Tigers showing improvement on the defensive end
Monday, February 4, 2013
COLUMBIA — Phil Pressey has had to wear many hats for Missouri this season.
In the Tigers’ 73-70 loss to LSU on Wednesday, he scored 25 points while taking 21 shots. Saturday against Auburn, the point guard took two shots and scored four points while dishing out 10 assists in a 91-77 victory.
Add the role of defensive preacher to his duties.
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“That’s the one thing I’ve been telling the guys, don’t even worry about your offense,” Pressey said. “Offense will take care of itself, we just have to worry about defense.”
Defense has been something the 21st-ranked Tigers (16-5, 5-3 Southeastern Conference) have had to rely on more this season than last season. Last year, when Missouri wasn’t playing well defensively, it was often able outshoot teams. The Tigers averaged 80.4 points per game and shot greater than 50 percent from the field, including 39 percent from 3-point range.
This year, Missouri doesn’t appear to have that luxury on a nightly basis. Despite a balanced scoring attack with six players averaging more than nine points per game, the Tigers are shooting 44 percent from the field and 33 percent from 3-point range, both notable drops from a season ago.
The Tigers have made up for it on the defensive end thanks to a more athletic and taller team than last year. Missouri leads the SEC in rebounding margin at 9.2 per game. Last year Missouri was sixth in the Big 12 and had a negative rebounding margin.
“We’ve just got a lot of long athletic bodies and guys that are strong and stuff like that,” guard Jabari Brown said. “We try to take pride in stopping people.”
Missouri has been noticeably more consistent with its 3-point defense this season. The Tigers allowed opponents to shoot 36 percent last season. It got worse as the season went on, rising to 41 percent in conference play. It culminated when Norfolk State hit 10-of-19 3s against Missouri in the NCAA Tournament.
“I think that was the difference in last year’s team and that probably caught up to us at the end,” Missouri coach Frank Haith said. “But I think we weren’t as good as this team defensively.”
Now, Pressey wants his teammates to understand how important Missouri’s defense is to its success.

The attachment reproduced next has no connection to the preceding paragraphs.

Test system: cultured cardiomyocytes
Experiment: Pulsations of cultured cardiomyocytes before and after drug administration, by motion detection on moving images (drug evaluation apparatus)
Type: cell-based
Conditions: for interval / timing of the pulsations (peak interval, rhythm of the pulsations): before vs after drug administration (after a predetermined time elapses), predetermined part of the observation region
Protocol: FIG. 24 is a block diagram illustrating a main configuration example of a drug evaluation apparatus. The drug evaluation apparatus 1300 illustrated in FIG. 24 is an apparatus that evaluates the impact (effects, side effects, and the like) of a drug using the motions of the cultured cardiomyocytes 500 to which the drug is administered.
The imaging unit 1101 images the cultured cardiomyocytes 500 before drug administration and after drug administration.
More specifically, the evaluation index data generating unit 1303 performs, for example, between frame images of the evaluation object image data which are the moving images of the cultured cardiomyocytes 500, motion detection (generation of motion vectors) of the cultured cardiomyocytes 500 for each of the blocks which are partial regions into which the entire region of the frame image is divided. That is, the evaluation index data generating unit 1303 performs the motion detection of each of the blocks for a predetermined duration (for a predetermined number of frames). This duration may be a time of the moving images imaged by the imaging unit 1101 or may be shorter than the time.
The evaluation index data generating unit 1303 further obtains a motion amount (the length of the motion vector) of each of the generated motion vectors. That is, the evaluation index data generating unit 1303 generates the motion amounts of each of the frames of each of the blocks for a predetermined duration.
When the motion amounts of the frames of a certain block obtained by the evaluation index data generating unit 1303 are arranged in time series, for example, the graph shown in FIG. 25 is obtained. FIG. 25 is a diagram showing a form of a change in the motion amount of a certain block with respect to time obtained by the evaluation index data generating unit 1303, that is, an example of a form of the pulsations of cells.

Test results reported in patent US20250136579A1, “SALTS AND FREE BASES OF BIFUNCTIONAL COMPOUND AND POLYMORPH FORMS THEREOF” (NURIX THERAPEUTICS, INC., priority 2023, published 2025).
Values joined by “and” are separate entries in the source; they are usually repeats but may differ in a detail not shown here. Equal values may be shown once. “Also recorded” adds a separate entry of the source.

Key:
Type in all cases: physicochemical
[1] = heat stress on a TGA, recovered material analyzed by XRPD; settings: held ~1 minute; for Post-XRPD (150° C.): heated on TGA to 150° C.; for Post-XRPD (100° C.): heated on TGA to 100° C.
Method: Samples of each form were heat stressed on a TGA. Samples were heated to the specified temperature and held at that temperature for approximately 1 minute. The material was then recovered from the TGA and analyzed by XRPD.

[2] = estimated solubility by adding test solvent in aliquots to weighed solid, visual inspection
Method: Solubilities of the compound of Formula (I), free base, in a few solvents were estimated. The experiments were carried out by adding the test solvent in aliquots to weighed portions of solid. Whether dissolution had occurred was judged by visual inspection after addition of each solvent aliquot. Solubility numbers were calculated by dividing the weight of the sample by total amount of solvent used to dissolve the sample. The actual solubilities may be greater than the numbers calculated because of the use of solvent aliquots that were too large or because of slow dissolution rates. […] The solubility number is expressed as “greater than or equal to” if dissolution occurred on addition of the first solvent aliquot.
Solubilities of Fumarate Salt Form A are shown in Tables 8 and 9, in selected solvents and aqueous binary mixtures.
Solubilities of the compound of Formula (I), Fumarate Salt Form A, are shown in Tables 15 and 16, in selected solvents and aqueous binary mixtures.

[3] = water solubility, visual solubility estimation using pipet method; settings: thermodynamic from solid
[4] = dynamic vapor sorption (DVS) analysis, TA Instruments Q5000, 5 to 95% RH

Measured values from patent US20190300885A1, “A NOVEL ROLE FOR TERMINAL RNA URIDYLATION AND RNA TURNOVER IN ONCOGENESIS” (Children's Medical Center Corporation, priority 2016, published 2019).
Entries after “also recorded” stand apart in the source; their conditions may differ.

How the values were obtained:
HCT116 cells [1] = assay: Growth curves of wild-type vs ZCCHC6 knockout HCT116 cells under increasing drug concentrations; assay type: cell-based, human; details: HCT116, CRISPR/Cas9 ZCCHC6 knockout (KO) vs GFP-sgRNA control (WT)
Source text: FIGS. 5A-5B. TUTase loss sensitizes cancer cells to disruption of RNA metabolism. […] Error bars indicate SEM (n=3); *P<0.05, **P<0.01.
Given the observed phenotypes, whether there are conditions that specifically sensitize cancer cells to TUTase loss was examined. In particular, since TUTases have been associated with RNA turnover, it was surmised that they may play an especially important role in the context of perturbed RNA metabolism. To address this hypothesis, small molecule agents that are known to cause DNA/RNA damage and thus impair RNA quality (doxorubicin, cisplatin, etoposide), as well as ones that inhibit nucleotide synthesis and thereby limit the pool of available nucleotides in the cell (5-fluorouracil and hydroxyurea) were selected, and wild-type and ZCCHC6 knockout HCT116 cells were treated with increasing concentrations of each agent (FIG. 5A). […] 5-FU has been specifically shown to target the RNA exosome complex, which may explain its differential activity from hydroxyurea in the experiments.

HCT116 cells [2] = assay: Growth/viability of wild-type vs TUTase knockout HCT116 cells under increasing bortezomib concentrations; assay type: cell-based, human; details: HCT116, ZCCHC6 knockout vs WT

“That’s what Phil is always stressing, he says we have to hang our hats on defense and not on offense,” center Alex Oriakhi said. “I think sometimes we hang our hats on offense a little too much and we have to focus on defense and getting stops. As long as we get stops we’ll be fine. I think we have to focus on being a defense-oriented team.”
Pressey’s job of speaking up about defense didn’t come over night. He said last year it was Kim English who took the lead, setting examples by talking on defense and taking charges.
“The communication level was a lot higher than this year’s team,” Pressey said. “We’re getting there every single day. I’m preaching on these guys to keep talking more and I feel like we’re going to get up to that level.”
Oriakhi also has stepped up his level of communication on the defensive end.
“Without communication, our defense cannot be as good as you want it to be,” Oriakhi said. “I just try and take pride and try and talk to guys, always let them know what’s going on. I think that’s going to be key, me talking. When I’m not out there I’m yelling at Ryan (Rosburg) to talk, I’m yelling at Tony (Criswell) to talk. So I think communication is key.”
Despite some of the improvements from last season, there is still room for Missouri to grow on defense. The Tigers are eighth in the SEC in steals at 6.9 per game and rank ninth in the SEC in turnover margin at minus-0.67. They are also allowing 66 points per game, the same number as last year.
To Pressey, it’s obvious why he has to preach defense to his team.
“I have to, I have to,” he said. “It almost came to a point where I didn’t worry about offense. I just worry about the defensive end.”